As agents were looking for additional ways to earn income during the pandemic, Peaskit created a way for them to participate in the growing world of ecommerce. Speaking on the IF50 panel on Driving Financial Inclusion, Health, and Resilience, Andrew Mutua, CEO and founder of PesaKit, noted that his company has improved mobile agents’ resilience by introducing a product called PesaKit Address, which enables them to act as e-commerce fulfilment points. PesaKit Address allows customers of mobile agents to more easily order, pay for, and receive goods, while also providing additional revenue streams for the agents. Additionally, PesaKit has digitized the agent onboarding process to ensure that it is safer and less cumbersome to become a user. This digital-first approach has resulted in 5,000+ new customers since August 2020 and is now intrinsic to how PesaKit operates.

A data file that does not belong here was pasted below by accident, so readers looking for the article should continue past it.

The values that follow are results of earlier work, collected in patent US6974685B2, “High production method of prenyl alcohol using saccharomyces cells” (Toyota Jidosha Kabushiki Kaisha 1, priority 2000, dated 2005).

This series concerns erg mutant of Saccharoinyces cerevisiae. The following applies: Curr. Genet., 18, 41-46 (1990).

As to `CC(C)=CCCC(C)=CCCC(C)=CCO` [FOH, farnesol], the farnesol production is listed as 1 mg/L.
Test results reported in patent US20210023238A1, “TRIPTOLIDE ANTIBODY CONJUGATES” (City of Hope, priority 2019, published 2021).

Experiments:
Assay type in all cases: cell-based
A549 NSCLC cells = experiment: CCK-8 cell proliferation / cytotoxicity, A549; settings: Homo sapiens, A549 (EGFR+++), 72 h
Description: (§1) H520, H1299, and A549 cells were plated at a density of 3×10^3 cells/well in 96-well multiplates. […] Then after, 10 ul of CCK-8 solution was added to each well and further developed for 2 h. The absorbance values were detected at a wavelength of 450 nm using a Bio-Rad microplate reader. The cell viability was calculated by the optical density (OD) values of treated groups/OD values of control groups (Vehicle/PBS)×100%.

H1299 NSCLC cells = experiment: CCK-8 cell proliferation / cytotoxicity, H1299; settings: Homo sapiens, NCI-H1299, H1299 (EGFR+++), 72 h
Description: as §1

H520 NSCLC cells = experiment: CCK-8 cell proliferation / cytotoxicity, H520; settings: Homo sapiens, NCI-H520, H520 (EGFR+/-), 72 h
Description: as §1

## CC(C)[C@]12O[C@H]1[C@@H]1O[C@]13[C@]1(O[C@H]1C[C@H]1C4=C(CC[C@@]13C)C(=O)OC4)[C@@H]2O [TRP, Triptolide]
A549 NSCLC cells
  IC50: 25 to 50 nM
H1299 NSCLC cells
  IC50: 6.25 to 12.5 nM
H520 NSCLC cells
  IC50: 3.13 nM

Andrew also emphasized that existing PesaKit services have been useful to agents throughout the pandemic – for example, analytics for mobile money merchants have become even more critical because they find float management more difficult given unpredictable restrictions on travel and operating hours for financial institutions. 


Finally, Meghan McCormick, Founder and CEO of OZÉ, shared how the startup adapted its solution to help users during the pandemic. OZÉ’s app enables small business owners to record their financial transaction and expense data, and provides analytics to help them make better decisions for their business. During the early days of the pandemic, almost 60% of OZÉ’s highly active users saw their revenue decline to nearly zero. OZÉ was able to integrate new content into their app, providing information on how restaurants could implement vouchers and how retailers should promote products such as cosmetics and clothing when customers are cutting back spending on non-essentials.